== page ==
A ‘daddy quota’ has a clear and direct impact on take up because it promotes parental leave as an explicit right for fathers. This also makes it more acceptable in workplace cultures for fathers to use reconciliation policies – and fathers make more use of parental leave schemes when they have a supportive workplace environment (Norman, Fagan and Elliot 2017; Fagan and Norman 2013; COWI 2008).
Evidence from the Nordic countries suggests that parental leave must also be paid at near-salary replacement levels in order to make taking time off work to care for children a viable option. For example, 80-100% of earnings are replaced when fathers take parental leave in Norway, Iceland and Sweden.
The Nordic countries have the highest take-up rates, but fathers’ use of parental leave has risen in other countries, triggered by policy reforms that introduce or extend a quota for fathers and increase financial support. One such example is Germany where fathers’ take up of leave increased from 3.3% in 2002 to 13.7% in 2008 as a result of parental leave reforms that increased the earnings replacement rate (to 67%) and introduced a daddy quota (Fagan and Norman 2013).
Alongside these policy reforms, it is also crucial that clear communication and training is provided to organisations so that line managers have the tools to deal with SPL effectively, support their employees who wish to take it, and understand the role it plays in the wider flexible culture of the organisation (Working Families 2016).
Where does SPL go from here?
Based on evidence from other countries, fathers’ take up of SPL in the UK would increase if SPL was reformed to give fathers an individual, non-transferable right to parental leave with a higher earnings replacement rate than the current arrangement. If more fathers took parental leave this would facilitate a more gender equal sharing of care responsibilities and thus help to reduce the pay penalty experienced by women when they become mothers – hence the recent Government initiated gender pay gap enquiry recommended that three months of paid paternity leave be introduced (see Women and Equalities Committee 2016). Unfortunately the Government rejected this recommendation. However, the Government’s Fathers and the Workplace enquiry is now underway, and it is likely that the recommendation for fathers to have an individual rather than shared parental leave entitlement will be reiterated (e.g. see Walker 2017; Topping 2017). It is hoped that the government will listen this second time around, for all the evidence indicates that an individual entitlement to paid parental leave will provide the springboard to enable more fathers to take leave when their child is young; and that this early involvement is sustained as the children grow up (Fagan and Norman 2016).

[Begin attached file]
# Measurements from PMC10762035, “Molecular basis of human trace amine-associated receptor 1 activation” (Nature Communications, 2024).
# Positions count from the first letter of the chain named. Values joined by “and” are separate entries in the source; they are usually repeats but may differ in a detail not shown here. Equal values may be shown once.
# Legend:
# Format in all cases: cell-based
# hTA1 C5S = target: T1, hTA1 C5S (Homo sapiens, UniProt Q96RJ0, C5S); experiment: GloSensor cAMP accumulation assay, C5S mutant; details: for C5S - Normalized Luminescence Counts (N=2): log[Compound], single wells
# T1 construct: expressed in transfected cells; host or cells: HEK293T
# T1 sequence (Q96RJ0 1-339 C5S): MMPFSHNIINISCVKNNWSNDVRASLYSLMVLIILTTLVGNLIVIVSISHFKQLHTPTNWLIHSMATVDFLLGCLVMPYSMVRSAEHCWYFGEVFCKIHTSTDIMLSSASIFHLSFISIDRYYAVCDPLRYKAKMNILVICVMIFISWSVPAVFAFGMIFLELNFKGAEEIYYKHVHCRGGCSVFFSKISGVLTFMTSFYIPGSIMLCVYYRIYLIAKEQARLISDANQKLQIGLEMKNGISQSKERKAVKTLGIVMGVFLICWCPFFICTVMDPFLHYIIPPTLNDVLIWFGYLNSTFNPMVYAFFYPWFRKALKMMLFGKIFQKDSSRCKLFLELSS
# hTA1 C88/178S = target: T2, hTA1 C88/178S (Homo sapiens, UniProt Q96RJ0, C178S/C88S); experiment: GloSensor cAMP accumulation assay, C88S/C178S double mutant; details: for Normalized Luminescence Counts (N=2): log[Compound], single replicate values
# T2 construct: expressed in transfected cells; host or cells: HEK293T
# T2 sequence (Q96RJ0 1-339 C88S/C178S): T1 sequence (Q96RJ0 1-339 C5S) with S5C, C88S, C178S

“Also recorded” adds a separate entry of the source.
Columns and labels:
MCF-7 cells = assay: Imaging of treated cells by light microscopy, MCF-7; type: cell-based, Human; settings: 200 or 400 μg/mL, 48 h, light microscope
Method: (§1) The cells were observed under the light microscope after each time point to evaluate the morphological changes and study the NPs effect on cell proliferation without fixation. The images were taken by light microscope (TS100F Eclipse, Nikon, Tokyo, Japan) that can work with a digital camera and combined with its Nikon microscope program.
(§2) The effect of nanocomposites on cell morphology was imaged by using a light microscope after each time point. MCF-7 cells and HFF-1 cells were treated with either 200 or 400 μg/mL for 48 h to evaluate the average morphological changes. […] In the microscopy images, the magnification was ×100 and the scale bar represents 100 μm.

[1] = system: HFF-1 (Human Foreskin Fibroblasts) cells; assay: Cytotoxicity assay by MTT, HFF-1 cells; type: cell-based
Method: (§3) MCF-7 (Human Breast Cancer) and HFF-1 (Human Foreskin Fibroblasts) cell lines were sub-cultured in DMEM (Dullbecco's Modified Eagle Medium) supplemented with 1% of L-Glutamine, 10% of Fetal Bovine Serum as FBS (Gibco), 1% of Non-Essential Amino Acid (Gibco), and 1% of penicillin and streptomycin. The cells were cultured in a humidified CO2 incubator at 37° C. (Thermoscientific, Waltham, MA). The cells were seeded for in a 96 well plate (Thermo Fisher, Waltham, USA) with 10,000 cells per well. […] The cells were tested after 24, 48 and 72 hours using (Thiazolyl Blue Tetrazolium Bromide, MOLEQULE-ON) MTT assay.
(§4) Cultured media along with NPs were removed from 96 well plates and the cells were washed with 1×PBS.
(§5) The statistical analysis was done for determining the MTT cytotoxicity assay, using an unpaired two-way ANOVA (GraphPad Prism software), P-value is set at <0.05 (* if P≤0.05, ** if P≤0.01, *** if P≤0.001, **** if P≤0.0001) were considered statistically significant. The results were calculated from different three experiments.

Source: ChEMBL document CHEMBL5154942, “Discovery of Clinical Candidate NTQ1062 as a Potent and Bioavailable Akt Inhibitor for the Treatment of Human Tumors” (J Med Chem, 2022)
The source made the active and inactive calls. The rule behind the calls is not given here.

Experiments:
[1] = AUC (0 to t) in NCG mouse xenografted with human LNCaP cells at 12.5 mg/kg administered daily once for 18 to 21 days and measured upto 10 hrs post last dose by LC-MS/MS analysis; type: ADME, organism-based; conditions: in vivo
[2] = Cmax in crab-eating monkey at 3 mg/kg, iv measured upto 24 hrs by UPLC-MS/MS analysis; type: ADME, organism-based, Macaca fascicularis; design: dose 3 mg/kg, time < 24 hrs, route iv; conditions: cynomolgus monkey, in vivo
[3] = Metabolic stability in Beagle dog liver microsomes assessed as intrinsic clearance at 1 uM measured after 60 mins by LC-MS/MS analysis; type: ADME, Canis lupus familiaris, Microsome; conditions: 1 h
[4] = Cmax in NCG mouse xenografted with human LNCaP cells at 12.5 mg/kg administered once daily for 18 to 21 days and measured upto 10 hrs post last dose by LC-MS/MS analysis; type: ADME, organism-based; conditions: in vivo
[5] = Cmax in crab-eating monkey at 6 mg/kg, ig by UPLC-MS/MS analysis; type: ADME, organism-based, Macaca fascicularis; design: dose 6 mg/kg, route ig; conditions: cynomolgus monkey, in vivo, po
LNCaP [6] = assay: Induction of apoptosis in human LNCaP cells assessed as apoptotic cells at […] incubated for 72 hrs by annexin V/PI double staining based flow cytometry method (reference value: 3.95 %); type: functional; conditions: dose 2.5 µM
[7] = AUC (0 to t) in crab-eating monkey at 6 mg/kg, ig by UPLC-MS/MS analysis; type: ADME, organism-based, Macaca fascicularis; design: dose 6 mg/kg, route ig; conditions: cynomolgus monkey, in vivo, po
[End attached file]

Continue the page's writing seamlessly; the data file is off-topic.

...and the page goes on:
Brandth, B., Kvande, E. (2016) ‘Norway country note’, in: Koslowski A., Blum S. and Moss P. (eds.) International Review of Leave Policies and Research 2016. Available at: http://www.leavenetwork.org/lp_and_r_reports/
COWI (2008) Directorate General Employment, Social Affairs and Equal Opportunities Study on the costs and benefits of options to improve provisions for the reconciliation of work, private and family life – Main Report, June 2008, in collaboration with Ideas Consult
Department for Business Innovation and Skills (2015): Shared parental leave and pay: employers’ technical guide: https://www.gov.uk/government/publications/shared-parental-leave-and-pay-employers-technical-guide
Department for Business, Innovation and Skills (2014): 285,000 working couples eligible for shared parental leave: https://www.gov.uk/government/news/285000-working-couples-eligible-for-shared-parental-leave
Duvander, A.-Z., Haas, L., and Hwang, P. (2016) ‘Sweden country note’, in: Koslowski A., Blum S. and Moss P. (eds.) International Review of Leave Policies and Research 2016. Available at: http://www.leavenetwork.org/lp_and_r_reports/